post #6 of 18
I was one of those Phonitor guys that abandoned all my dynamic cans for STAX.

I can't get into too much detail on the lower end STAX systems as I don't have much experience with them but if you are going to look to STAX as an HD800 alternative, it will be more expensive. You really need an SRM-717 amp and a pair of O2's to really leave the 800's in the dust and that will set you back around $2,500 used. The 404LE and 717 would likely also do the trick but there it is more a matter of preference (mine is for the 404LE), the price of the rig would be around $1,650 so more comparable to an HD800 rig.

Answering some of your questions.....

The O2 has very good bass and the 404LE has excellent bass when compared to the best dynamic cans. I do not miss anything that the HD800, PS1000, or Edition 8 do over my O2 rig and iCal made exactly the same transition.

For durability, STAX products are very well built and have a proven track record of lasting for decades so you don't need to worry about that. I have more materials issues with Sennheiser products including the HE60 and HE90 then comparable upper end STAX products. The Senns are well engineered and sound great but the HE60/HE90 suffer from alarmingly quick headband/earpad/and internal rubber part degeneration. This doesn't make me not like them, you just have to keep on top of their service.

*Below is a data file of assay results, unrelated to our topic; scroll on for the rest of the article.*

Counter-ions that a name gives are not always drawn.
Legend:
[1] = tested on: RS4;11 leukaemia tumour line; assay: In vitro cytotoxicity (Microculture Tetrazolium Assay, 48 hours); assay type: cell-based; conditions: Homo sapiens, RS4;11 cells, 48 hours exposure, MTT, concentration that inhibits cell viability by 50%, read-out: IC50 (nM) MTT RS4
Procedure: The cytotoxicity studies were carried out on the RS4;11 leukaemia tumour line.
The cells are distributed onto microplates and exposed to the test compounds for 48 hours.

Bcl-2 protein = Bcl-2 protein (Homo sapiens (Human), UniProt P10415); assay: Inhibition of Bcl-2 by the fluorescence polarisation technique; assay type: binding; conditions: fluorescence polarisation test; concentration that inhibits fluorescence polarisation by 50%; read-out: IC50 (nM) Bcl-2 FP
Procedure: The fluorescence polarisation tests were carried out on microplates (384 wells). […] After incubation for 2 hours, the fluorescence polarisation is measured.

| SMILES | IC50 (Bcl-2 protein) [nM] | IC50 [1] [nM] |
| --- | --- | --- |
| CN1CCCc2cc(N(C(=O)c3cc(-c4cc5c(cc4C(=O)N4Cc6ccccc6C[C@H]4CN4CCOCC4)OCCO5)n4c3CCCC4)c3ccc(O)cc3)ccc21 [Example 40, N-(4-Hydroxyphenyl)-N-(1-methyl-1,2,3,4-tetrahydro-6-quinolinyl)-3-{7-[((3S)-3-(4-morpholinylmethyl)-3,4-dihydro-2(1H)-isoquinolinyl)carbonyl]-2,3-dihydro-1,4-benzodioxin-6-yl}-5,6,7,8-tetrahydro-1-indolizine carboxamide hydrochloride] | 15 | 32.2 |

Good luck with your decision.

BTW, There was just a thread in the High-End forum asking about HD800's or STAX that you should really go read.
post #7 of 18
Quote:
Originally Posted by Dinan View Post
I was one of those Phonitor guys that abandoned all my dynamic cans for STAX.

I can't get into too much detail on the lower end STAX systems as I don't have much experience with them but if you are going to look to STAX as an HD800 alternative, it will be more expensive. You really need an SRM-717 amp and a pair of O2's to really leave the 800's in the dust
Agree to disagree. I don't even think the HE90/A10 leaves the HD800/Beta22 in the dust. They are different flavors and I personally feel the HD800 is still the technically superior headphone over any Stax headphone.
post #8 of 18
Quote:
Originally Posted by IPodPJ View Post
Agree to disagree. I don't even think the HE90/A10 leaves the HD800/Beta22 in the dust. They are different flavors and I personally feel the HD800 is still the technically superior headphone over any Stax headphone.
That's why you have to love audio....it is very subjective!

But from my experience with these, the OP is going to have to go to O2 territory. Best thing to do is pick up the best STAX rig you can afford and the best dynamic rig you can afford, live with them both for a while, and keep the one you love (worked for me). In truth, I could have easily kept my Phonitor and lived happily ever after with the HD800's but I simply prefer the O2's, HE90's, and properly driven HE60's (if you look past the lack of bass by comparison). So don't get me wrong, I LOVE the HD800 and it is my favorite dynamic can but I obviously prefer SOME stats to the 800. The 800 will easily outperform any non-flagship STAX offering that I have heard.
post #9 of 18